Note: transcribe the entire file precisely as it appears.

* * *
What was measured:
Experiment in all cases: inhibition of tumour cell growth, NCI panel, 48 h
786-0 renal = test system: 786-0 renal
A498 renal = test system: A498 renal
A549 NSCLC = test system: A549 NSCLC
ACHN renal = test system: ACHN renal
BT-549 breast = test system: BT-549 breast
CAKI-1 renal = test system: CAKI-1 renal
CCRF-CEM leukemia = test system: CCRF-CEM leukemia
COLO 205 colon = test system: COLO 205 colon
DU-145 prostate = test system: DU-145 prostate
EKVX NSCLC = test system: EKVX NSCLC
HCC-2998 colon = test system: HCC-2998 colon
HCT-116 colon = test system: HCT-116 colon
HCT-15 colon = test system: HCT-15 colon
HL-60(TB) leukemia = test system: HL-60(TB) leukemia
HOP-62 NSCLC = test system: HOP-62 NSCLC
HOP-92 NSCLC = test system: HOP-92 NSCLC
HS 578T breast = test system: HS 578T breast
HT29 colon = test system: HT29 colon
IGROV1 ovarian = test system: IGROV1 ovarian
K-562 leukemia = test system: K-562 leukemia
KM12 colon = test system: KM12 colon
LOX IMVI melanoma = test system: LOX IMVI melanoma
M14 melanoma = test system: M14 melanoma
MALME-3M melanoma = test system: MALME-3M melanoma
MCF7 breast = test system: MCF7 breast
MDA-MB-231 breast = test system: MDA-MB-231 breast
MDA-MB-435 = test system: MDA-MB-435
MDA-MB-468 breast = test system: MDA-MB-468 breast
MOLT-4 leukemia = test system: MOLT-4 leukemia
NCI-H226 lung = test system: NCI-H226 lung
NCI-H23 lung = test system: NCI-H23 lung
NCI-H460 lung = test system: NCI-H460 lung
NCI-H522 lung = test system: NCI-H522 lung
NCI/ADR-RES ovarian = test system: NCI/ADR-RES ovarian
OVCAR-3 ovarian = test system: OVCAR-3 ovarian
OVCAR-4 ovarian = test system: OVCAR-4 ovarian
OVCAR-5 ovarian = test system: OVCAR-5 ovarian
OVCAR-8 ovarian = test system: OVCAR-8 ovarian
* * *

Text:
What was measured:
Experiment in all cases: inhibition of tumour cell growth, NCI panel, 48 h
786-0 renal = test system: 786-0 renal
A498 renal = test system: A498 renal
A549 NSCLC = test system: A549 NSCLC
ACHN renal = test system: ACHN renal
BT-549 breast = test system: BT-549 breast
CAKI-1 renal = test system: CAKI-1 renal
CCRF-CEM leukemia = test system: CCRF-CEM leukemia
COLO 205 colon = test system: COLO 205 colon
DU-145 prostate = test system: DU-145 prostate
EKVX NSCLC = test system: EKVX NSCLC
HCC-2998 colon = test system: HCC-2998 colon
HCT-116 colon = test system: HCT-116 colon
HCT-15 colon = test system: HCT-15 colon
HL-60(TB) leukemia = test system: HL-60(TB) leukemia
HOP-62 NSCLC = test system: HOP-62 NSCLC
HOP-92 NSCLC = test system: HOP-92 NSCLC
HS 578T breast = test system: HS 578T breast
HT29 colon = test system: HT29 colon
IGROV1 ovarian = test system: IGROV1 ovarian
K-562 leukemia = test system: K-562 leukemia
KM12 colon = test system: KM12 colon
LOX IMVI melanoma = test system: LOX IMVI melanoma
M14 melanoma = test system: M14 melanoma
MALME-3M melanoma = test system: MALME-3M melanoma
MCF7 breast = test system: MCF7 breast
MDA-MB-231 breast = test system: MDA-MB-231 breast
MDA-MB-435 = test system: MDA-MB-435
MDA-MB-468 breast = test system: MDA-MB-468 breast
MOLT-4 leukemia = test system: MOLT-4 leukemia
NCI-H226 lung = test system: NCI-H226 lung
NCI-H23 lung = test system: NCI-H23 lung
NCI-H460 lung = test system: NCI-H460 lung
NCI-H522 lung = test system: NCI-H522 lung
NCI/ADR-RES ovarian = test system: NCI/ADR-RES ovarian
OVCAR-3 ovarian = test system: OVCAR-3 ovarian
OVCAR-4 ovarian = test system: OVCAR-4 ovarian
OVCAR-5 ovarian = test system: OVCAR-5 ovarian
OVCAR-8 ovarian = test system: OVCAR-8 ovarian